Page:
When Rebecca Blair made the decision to open up a Brazilian jiujitsu academy in Westmoreland County final year, she knew she was creating waves in a largely male-dominated activity.
What she didn’t know was the effect her academy, Gracie Allegiance Jiu Jitsu Academy in Hempfield’s Westmoreland Mall, would have on women across the area.
“I’ve worked with numerous girls in the spot who have been in abusive relationships,” explained Blair, 37, of Slickville. “Teaching them self-protection with jiujitsu, it has empowered a few of them to go away those people associations and greater them selves, find professions for by themselves. It is truly fascinating to see that happen.”
Blair opened Gracie Allegiance Jiu Jitsu Academy in February with her spouse, Jeramy, 41. These days, the academy has 65 pupils, 50 % of whom are women, a rarity in the sport.
Brazilian jiujitsu is a martial artwork that makes use of principals of force, leverage, angles and time to accomplish a nonviolent submission from the opponent.
The martial artwork has Japanese origins, and battling kinds change across practices.
In Hempfield, courses middle on nogi and gi, the two of which use grappling and rolling approaches. A women’s-only self-defense course is held on Saturdays.
“I’m really passionate about aiding gals and training them self-defense,” Blair stated.
Blair initial started schooling in jiujitsu in 2007, when she and her partner have been browsing for a martial artwork that would support with self-protection.
“I was pregnant with my son at the time, so I went to lessons and watched my husband practice and sort of fell in really like with it just viewing it. And then I began just after I experienced (my son), so I have been instruction ever due to the fact,” she said.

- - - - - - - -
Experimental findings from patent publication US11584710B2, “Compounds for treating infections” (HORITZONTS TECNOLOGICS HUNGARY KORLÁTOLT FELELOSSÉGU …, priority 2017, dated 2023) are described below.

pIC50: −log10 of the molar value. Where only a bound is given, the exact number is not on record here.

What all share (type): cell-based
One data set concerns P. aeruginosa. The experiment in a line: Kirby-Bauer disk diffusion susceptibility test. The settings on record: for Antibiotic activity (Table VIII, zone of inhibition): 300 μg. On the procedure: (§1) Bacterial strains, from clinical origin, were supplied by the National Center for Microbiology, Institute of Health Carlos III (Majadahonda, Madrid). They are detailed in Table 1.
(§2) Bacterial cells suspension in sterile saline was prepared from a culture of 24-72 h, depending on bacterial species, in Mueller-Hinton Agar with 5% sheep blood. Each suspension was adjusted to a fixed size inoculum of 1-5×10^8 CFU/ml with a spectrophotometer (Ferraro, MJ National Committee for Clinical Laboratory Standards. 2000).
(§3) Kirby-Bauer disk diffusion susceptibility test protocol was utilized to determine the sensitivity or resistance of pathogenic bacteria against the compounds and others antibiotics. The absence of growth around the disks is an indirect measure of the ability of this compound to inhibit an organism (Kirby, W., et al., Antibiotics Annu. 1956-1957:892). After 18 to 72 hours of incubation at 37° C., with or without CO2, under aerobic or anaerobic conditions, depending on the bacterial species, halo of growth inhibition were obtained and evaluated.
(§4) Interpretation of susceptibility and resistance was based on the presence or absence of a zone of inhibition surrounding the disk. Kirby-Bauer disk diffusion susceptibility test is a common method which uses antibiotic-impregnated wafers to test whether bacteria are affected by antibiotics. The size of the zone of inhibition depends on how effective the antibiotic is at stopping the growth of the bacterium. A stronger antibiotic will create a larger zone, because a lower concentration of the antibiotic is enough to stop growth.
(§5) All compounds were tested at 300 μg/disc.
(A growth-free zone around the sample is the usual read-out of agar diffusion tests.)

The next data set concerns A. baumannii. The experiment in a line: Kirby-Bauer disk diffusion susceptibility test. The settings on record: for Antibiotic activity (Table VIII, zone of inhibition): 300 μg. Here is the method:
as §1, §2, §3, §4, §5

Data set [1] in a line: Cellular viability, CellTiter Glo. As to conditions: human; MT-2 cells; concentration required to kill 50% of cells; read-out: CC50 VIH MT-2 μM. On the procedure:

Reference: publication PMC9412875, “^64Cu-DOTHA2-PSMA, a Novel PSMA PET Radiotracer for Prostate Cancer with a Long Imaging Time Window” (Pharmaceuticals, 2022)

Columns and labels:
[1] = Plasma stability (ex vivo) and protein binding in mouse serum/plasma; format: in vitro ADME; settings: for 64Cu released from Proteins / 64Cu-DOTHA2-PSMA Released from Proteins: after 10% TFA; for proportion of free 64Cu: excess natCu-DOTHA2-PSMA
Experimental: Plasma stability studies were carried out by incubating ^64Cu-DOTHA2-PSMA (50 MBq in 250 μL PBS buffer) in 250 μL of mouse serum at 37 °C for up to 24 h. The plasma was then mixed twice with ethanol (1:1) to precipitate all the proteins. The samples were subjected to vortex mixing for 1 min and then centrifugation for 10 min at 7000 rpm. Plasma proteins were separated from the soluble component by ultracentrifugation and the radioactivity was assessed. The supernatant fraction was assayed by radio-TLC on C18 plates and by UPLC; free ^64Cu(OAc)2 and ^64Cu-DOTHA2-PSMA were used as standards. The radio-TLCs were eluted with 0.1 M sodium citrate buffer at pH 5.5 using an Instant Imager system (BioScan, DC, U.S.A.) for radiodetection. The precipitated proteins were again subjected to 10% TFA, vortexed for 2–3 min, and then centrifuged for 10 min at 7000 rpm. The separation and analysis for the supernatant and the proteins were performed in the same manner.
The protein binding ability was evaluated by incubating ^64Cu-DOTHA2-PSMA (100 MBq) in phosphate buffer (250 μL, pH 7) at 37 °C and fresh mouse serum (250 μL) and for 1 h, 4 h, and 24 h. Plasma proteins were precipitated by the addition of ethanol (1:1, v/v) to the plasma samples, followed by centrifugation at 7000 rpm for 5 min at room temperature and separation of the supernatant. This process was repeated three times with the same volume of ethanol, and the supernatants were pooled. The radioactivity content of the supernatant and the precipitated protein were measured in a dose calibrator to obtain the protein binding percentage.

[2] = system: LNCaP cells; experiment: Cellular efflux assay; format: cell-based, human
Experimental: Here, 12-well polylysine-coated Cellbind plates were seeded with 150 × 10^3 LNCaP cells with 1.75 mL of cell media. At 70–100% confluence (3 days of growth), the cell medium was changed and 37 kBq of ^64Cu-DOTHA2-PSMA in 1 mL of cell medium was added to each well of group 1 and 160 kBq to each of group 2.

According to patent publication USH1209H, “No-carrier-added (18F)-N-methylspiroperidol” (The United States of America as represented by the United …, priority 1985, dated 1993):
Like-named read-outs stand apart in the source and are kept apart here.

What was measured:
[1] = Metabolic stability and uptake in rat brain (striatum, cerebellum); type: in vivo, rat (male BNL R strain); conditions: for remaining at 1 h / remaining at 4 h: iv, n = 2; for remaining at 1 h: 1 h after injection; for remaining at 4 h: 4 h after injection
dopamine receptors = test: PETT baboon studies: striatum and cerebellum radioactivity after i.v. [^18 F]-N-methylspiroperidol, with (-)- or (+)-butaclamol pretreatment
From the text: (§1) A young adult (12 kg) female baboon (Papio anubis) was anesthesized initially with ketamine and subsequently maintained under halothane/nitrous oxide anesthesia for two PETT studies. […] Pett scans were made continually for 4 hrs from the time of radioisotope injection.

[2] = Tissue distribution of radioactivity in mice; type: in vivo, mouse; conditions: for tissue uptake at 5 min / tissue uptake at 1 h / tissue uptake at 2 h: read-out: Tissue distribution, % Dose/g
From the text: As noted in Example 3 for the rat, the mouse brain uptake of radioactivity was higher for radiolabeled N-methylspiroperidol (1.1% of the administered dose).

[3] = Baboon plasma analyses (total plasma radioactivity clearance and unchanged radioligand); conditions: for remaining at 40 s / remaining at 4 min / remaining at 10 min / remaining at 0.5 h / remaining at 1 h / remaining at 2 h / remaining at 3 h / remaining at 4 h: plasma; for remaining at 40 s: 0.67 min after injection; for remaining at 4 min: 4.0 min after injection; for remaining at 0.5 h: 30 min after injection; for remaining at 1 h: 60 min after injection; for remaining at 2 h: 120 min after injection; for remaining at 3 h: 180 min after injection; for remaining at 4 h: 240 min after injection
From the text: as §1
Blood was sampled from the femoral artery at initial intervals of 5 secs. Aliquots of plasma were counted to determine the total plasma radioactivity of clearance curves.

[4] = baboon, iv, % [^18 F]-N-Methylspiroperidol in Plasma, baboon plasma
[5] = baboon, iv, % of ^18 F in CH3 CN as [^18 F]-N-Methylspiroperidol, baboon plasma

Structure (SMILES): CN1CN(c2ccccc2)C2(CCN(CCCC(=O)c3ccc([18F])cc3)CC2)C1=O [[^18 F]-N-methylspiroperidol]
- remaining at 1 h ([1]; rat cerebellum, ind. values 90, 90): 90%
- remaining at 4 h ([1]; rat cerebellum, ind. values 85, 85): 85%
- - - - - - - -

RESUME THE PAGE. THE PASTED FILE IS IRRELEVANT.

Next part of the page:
Considering that then, Blair has participated in a number of competitions and has been promoted to brown belt, the fourth of five belts.
Hunting forward, Blair mentioned she hopes to achieve extra gals in the group while undertaking various outreach plans. The target is to continue to keep the academy community-based.
“That’s possibly my most important goal is just far more group outreach and receiving folks in below that actually could use the self-defense and jiujitsu to advantage them,” she mentioned.
She also hopes her young children — Xavier, 14, and Gabriella, 9 — will go on schooling in jiujitsu as a sort of self-defense.
“Seeing the two of my children do it is superb, but certainly observing my daughter do it and realizing that she’s getting the competencies at these kinds of a young age, that she can protect herself and guard herself, and just come to feel harmless being aware of that she can do these factors, that’s truly vital,” she stated.